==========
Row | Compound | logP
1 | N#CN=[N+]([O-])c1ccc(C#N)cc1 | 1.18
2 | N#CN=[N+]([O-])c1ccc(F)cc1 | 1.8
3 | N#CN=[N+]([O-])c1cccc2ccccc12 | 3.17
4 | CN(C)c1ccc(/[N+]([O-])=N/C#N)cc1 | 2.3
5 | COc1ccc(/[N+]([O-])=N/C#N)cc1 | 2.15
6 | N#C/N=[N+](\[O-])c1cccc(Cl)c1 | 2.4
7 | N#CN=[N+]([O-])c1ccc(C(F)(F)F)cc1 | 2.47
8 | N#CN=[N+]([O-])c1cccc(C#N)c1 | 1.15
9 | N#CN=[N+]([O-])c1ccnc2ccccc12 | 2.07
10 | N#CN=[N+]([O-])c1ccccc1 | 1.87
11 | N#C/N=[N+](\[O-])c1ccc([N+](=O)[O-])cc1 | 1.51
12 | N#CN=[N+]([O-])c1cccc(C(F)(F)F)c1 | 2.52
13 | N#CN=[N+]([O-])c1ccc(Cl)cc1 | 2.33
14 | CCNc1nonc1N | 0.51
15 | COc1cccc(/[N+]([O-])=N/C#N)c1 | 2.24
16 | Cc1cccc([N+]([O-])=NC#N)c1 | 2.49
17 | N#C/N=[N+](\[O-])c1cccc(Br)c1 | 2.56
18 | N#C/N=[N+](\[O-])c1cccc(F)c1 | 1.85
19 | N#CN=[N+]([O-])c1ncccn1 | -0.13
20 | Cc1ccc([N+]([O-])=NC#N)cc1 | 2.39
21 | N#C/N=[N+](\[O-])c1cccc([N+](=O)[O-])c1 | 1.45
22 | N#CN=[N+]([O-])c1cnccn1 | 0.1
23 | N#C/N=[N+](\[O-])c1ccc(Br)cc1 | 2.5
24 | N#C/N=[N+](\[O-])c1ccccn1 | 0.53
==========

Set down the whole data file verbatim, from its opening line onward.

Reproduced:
Row | Compound | logP
1 | N#CN=[N+]([O-])c1ccc(C#N)cc1 | 1.18
2 | N#CN=[N+]([O-])c1ccc(F)cc1 | 1.8
3 | N#CN=[N+]([O-])c1cccc2ccccc12 | 3.17
4 | CN(C)c1ccc(/[N+]([O-])=N/C#N)cc1 | 2.3
5 | COc1ccc(/[N+]([O-])=N/C#N)cc1 | 2.15
6 | N#C/N=[N+](\[O-])c1cccc(Cl)c1 | 2.4
7 | N#CN=[N+]([O-])c1ccc(C(F)(F)F)cc1 | 2.47
8 | N#CN=[N+]([O-])c1cccc(C#N)c1 | 1.15
9 | N#CN=[N+]([O-])c1ccnc2ccccc12 | 2.07
10 | N#CN=[N+]([O-])c1ccccc1 | 1.87
11 | N#C/N=[N+](\[O-])c1ccc([N+](=O)[O-])cc1 | 1.51
12 | N#CN=[N+]([O-])c1cccc(C(F)(F)F)c1 | 2.52
13 | N#CN=[N+]([O-])c1ccc(Cl)cc1 | 2.33
14 | CCNc1nonc1N | 0.51
15 | COc1cccc(/[N+]([O-])=N/C#N)c1 | 2.24
16 | Cc1cccc([N+]([O-])=NC#N)c1 | 2.49
17 | N#C/N=[N+](\[O-])c1cccc(Br)c1 | 2.56
18 | N#C/N=[N+](\[O-])c1cccc(F)c1 | 1.85
19 | N#CN=[N+]([O-])c1ncccn1 | -0.13
20 | Cc1ccc([N+]([O-])=NC#N)cc1 | 2.39
21 | N#C/N=[N+](\[O-])c1cccc([N+](=O)[O-])c1 | 1.45
22 | N#CN=[N+]([O-])c1cnccn1 | 0.1
23 | N#C/N=[N+](\[O-])c1ccc(Br)cc1 | 2.5
24 | N#C/N=[N+](\[O-])c1ccccn1 | 0.53